Walking the Wilderness Coast
Overnight backpacking trips are phase two of our money-saving strategy for Australian travel (phase one: live in a tent) — just another way to sequester ourselves even further from the expensive edible temptations of the developed world. Fortunately, exploring the wilderness on foot is an excellent way to see the country we are here to see, and our first four-day walk through Croajingolong National Park was a wild success.
The Wilderness Coast Walk extends along 100 kilometers of Victoria’s deserted northeastern coastline, and it sounded sufficiently remote and beautiful to warrant a few days of our time. We woke up in the wonderful Mallacoota Foreshore Holiday Park on Tuesday morning, shuffled food and gear around for a few hours, and finally left the Shipwreck Creek trailhead at the unimpressive hour of noon.
The first day of walking took us through gorgeous fields of pale green and wheat-colored grasses, swaying in a slight breeze and dotted with bright pink winter flowers. Over the edge of the cliffs, the ocean spread bright blue in the background, and filled our ears with a distant roar.
The trail changed character every few kilometers, and once again, we walked through miles of strange, foreign vegetation. Huge, spiky cattail-like spires grew from clumps of wiry grass, and little objects that looked remarkably like Furbies hung from the branches of trees. They looked like they might hop off at any moment and start scurrying around.
As evening fell, we crossed the mouth of the Benedore River and set up our camp on a dune high above the isolated cove. Unintentional but fortunate timing meant that our first night coincided with the full moon, and we waited patiently and eagerly for the clouds to break aside a crackling campfire. Before long the landscape was bathed in bright silver, illuminating the dunes and sparkling off the ocean…magic.
At 7 a.m. we awoke to warm morning light streaming in from behind a rocky point. Cresting waves from a large southern swell thundered ashore, the arcing sea spray and glassy water cast in brilliant color contrasts of peach and deep blue. We lingered in our sleeping bags until the temperature rose, agreeing that it was the most amazing place either of us had ever pitched a tent, and one of our favorite moments of the entire trip.
The actual walking, however, did much to lower our spirits, as the state of the trail between Benedore and Red Rivers was horrendous. It wound so far from the ocean that it could hardly be called a coast walk, and led us through some extremely desolate and uninspiring landscapes. Much of the forest had been affected by a wildfire (as most of Australia seems to be) and the ground remained soggy from recent rains. Eventually, the trail became difficult to find, and we had to bushwack through years of overgrowth. Pretty soon there won’t be a trail there at all. But lots of righteous complaining about the lax trail maintenance and how much better the trail would be if we were in charge kept us entertained.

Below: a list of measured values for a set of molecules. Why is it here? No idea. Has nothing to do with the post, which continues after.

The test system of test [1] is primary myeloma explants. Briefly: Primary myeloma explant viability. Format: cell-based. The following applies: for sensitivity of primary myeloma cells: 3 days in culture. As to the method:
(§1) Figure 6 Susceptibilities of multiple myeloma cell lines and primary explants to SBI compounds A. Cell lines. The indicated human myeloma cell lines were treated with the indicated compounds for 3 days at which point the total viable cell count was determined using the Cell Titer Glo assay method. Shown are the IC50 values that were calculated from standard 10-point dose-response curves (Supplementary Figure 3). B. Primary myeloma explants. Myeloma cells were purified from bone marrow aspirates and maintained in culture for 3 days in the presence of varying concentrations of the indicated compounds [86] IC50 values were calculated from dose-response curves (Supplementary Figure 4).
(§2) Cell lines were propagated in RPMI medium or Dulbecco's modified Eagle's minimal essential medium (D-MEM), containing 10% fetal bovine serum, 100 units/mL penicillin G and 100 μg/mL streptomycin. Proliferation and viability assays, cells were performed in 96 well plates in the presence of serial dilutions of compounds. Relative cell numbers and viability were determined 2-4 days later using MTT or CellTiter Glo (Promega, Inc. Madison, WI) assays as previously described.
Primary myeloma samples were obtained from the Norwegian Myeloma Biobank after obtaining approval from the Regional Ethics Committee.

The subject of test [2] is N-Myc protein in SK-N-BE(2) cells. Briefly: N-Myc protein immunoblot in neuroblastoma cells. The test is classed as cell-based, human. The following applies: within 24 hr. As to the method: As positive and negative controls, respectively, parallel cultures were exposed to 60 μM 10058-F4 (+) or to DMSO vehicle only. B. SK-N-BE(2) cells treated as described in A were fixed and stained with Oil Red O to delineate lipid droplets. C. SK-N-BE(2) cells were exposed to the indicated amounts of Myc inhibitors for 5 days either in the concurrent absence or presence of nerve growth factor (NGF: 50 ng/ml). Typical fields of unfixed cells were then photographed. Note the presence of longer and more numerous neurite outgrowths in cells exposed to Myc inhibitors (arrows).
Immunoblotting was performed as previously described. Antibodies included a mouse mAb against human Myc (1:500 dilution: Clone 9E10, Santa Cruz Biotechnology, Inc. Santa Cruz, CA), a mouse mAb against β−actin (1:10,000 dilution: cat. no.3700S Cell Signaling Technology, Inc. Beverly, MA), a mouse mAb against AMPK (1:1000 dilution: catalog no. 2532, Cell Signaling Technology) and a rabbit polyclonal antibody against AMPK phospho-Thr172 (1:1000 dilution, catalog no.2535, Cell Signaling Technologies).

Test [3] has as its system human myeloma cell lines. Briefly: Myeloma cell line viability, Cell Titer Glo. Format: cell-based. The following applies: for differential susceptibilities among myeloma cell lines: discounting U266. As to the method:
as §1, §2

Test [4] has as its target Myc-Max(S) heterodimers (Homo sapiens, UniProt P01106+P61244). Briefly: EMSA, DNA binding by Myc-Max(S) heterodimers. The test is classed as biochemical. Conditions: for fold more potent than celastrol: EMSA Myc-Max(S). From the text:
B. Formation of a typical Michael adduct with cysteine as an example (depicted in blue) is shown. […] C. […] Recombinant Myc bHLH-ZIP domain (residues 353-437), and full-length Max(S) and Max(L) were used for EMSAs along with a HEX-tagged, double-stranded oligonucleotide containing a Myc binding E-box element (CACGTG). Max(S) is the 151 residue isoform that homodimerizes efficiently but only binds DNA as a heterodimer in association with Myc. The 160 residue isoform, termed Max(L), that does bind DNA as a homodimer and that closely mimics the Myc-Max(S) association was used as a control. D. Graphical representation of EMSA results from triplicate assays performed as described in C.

Pushing our way through such thick shrubberies, our packs knocking assorted debris onto our heads and shoulders, led to other misfortunes: ticks. Disgusting little fellows. Glad to have been blessed with opposable thumbs, we pried two from Steph, who has developed a disturbing tendency to be a magnet for blood-sucking parasites.
The trail soon ended, and in doing so made up for its shortcomings. We broke out onto yet another incredibly long and beautiful beach and pitched our tent above the high tide line. Another bright moon, another night falling asleep to the sound of the waves, and another morning waking up to the sun drying the sea spray from our tent.
The last half of the trip was spent retracing our steps— certainly not ideal for an overnight backpacking trip, but we had no car shuttle and no loop trail to lead us back. We were not sad to revisit our first campsite, and really, it was the places the trail led to, not the walking itself, that was the highlight of the trip. Large crashing waves, the smell of the sea air, crabs scuttling in tide pools— there is just something about a cold ocean coastline that appeals, even after the postcard-perfect beaches of the tropics.
Though we loved our time away, we were ready to return to the comforts of car camping by the end. We celebrated our successful expedition with a box of cheap wine and some enormous, magnificently delicious cheeseburgers.